Animal Kingdom

The underbelly of the Cody crime family in Melbourne is the focus of writer David Michôd’s directorial debut. There is nary a lick of originality in this story and enough cliché to choke a horse’s head in a bed. Michôd has clearly never met a gangster movie meme he didn’t like, as nearly all of them are here.

Our protagonist Josh (or “J,” as he’s referred to) sits on the couch watching “Deal or No Deal” in his Melbourne apartment, a woman seemingly asleep next to him. Suddenly the paramedics show up and he explains that she is his mother and has OD’d on heroin. He delivers this information (and the ensuing call to his grandmother to deliver the news) with the same emotion one would expect from someone asking you to pass the salt at the dinner table. As played by newcomer James Frecheville, J is a blank slate, an expressionless face aboard an oafish, man-child of a body. At one point J says, about an automatic hand dryer, “I’m invisible to these things, no one notices me.” It’s meant to be a metaphor for J’s progression in this story but it’s more ironic than anything; he barely registers to the viewer as a character.

J’s mother’s death is his reintroduction to the Cody clan and, by the same token, ours. The gamut of types are all represented in J’s uncles: Darren (Luke Ford), the youngest (only a few years older than J himself), the timid one, Craig (Sullivan Stapleton), all coked out and crazy (and channeling and looking like early Russell Crowe, pre-Hollywood days), and Pope (Ben Mendelsohn), the oldest, the most evil and currently on the lam, with police daily stalking the Cody house (led by Guy Pearce, apparently the only noble cop in the city) in hopes of apprehending him. Then there’s J’s diminutive grandmother Janine (also called “Smurf” and played by Jacki Weaver), the malevolent matriarch of mayhem, a sort of sinister Brigitte Bardot from down under. She is the film’s (near) saving grace; hers is a stunning, scary and savage performance that is unveiled slowly and with the utmost of ominous underpinnings.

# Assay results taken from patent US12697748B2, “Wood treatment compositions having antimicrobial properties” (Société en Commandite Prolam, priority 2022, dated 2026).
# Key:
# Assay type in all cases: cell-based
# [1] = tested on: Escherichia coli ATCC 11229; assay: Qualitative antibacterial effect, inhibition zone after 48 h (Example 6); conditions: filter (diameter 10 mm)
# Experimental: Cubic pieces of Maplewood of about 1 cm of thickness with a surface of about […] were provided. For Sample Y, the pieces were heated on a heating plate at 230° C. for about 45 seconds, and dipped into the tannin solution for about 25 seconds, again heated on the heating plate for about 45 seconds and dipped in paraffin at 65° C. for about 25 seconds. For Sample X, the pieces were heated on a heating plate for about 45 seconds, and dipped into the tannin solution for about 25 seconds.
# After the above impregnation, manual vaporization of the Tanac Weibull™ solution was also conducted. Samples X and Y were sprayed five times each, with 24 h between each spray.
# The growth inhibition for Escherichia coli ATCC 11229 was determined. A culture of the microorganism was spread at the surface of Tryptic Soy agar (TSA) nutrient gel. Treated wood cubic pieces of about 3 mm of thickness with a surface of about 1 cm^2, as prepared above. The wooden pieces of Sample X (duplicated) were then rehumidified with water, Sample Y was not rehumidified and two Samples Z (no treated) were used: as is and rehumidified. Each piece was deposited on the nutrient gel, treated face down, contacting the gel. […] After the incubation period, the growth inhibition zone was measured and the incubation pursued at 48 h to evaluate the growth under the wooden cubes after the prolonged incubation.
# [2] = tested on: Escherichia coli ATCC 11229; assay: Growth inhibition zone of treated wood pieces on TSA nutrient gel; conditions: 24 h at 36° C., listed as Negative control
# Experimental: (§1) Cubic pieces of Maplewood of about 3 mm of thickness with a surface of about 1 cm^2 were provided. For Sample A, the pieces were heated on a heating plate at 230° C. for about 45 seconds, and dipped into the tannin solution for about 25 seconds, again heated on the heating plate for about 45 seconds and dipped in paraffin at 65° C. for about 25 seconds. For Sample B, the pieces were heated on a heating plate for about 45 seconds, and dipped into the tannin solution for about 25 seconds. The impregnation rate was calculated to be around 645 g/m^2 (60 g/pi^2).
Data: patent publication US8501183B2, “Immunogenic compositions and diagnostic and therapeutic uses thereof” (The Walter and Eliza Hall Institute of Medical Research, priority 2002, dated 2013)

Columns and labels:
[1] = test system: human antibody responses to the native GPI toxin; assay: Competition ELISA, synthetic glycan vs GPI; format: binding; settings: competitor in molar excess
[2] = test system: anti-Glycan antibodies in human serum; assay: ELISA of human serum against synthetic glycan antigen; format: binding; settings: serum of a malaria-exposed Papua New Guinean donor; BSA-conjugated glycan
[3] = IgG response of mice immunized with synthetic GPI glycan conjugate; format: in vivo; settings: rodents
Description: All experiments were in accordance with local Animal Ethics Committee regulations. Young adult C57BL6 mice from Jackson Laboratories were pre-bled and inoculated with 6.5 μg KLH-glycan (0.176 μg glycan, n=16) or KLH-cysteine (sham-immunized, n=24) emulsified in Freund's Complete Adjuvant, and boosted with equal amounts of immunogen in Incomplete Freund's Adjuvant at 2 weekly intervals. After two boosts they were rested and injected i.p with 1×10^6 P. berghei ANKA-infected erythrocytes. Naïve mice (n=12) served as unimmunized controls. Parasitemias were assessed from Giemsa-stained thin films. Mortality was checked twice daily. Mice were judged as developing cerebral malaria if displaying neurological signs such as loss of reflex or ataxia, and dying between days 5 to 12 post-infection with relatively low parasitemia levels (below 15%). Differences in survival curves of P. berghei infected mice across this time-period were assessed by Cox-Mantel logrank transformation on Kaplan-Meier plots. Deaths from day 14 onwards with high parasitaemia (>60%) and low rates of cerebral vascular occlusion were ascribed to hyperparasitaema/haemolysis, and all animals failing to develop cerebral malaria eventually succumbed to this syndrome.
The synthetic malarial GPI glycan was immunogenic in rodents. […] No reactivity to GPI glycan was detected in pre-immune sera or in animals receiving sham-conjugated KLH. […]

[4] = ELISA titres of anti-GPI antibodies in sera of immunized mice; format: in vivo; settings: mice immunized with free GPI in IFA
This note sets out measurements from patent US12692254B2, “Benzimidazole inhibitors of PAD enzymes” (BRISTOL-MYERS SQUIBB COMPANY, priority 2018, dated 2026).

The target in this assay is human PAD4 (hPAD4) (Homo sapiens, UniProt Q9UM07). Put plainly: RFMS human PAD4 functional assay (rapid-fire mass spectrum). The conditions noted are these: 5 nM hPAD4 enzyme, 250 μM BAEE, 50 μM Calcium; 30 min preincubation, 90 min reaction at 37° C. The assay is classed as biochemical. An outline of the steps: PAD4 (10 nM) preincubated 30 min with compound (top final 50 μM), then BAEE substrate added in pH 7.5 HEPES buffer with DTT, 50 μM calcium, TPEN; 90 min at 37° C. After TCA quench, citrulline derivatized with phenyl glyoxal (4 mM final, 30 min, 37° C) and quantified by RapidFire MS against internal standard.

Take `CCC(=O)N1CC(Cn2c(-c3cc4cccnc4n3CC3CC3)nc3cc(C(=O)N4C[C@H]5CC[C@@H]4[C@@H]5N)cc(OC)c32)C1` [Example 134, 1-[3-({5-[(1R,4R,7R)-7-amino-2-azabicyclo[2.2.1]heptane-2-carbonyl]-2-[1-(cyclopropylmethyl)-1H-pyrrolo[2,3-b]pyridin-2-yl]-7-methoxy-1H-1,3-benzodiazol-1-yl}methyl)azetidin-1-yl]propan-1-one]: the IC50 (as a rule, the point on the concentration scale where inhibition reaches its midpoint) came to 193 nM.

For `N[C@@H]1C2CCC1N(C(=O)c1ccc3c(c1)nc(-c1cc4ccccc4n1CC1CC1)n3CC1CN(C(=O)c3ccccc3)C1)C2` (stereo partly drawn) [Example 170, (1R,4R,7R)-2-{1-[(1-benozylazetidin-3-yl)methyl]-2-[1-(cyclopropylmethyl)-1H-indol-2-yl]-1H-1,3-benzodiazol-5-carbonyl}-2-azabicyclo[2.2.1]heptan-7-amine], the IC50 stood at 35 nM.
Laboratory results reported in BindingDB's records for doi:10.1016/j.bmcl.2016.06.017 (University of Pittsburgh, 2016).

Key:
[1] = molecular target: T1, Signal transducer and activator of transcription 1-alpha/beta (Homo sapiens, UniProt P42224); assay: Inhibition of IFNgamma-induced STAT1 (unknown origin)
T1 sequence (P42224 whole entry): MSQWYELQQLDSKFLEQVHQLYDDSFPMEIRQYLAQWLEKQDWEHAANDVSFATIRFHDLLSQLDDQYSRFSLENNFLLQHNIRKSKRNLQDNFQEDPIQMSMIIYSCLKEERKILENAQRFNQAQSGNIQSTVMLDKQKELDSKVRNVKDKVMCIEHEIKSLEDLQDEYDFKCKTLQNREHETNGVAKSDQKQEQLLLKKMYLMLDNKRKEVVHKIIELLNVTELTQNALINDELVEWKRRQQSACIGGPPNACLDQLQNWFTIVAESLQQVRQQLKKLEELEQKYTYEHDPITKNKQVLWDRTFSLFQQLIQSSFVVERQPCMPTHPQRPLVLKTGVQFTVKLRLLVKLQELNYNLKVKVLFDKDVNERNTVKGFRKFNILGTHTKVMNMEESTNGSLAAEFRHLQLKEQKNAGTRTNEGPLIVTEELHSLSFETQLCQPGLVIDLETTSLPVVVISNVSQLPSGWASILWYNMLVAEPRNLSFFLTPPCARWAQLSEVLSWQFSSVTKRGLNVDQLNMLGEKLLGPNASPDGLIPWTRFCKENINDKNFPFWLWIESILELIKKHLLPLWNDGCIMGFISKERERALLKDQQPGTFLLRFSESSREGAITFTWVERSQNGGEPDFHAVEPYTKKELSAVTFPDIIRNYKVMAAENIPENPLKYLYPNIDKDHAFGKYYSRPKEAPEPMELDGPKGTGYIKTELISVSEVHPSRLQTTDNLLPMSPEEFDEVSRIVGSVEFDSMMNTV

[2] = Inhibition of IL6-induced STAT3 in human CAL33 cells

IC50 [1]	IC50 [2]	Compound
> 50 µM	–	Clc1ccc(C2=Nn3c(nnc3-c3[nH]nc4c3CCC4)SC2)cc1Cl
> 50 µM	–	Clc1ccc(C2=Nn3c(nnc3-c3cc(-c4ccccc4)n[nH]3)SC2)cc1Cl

Close family friend Barry “Baz” Brown wants out of the business. He’s been using his earnings from the criminal enterprise to do well in the stock market (this is the 80s, when the gettin’ was still good). He’s also been the de facto father figure to J, offering him sage advice like “wash your hands if you touch your cock or ass.” Since we’ve seen every gangster film ever, we know this means Baz isn’t long for this world. While it comes as no surprise that he meets an early end, the nature of his dispatch is unexpected. Not in an “a-ha!” way but more in a “wtf” way.

Slowly but surely, J is drawn into the family’s lifestyle in a series of tests, each escalating his compliance and participation. We never actually get an idea of the breadth of the Cody clan or their place in Melbourne as a crime syndicate. Theirs is such an insular life and Michôd doesn’t give us much more than feeble exposition to putter us along. What we do get is a continuing one-upmanship between the Codys and the police that ramps up the violence and severity. When officer Leckie (Pearce) offers J immunity and witness protection against his family, the situation intensifies as everyone scrambles for safety and for J’s allegiance. This would all be suspenseful and engrossing drama if it weren’t for the poor lead up and pretentious symbolism (there is actually a scene of a slow motion pan to Air Supply’s “All Out of Love,” yikes) and the utter disengagement of Frecheville’s J. When J begins to take his future and the future of his family into his own hands it’s too late to sympathize or empathize with a realization that’s come too late and a resolution that is actually counterproductive.

There is a great story in here somewhere. As it is, it’s a disconnected series of events that don’t cohere and don’t offer anything new to the genre. Still, Weaver’s performance (and character) are among the best of the year.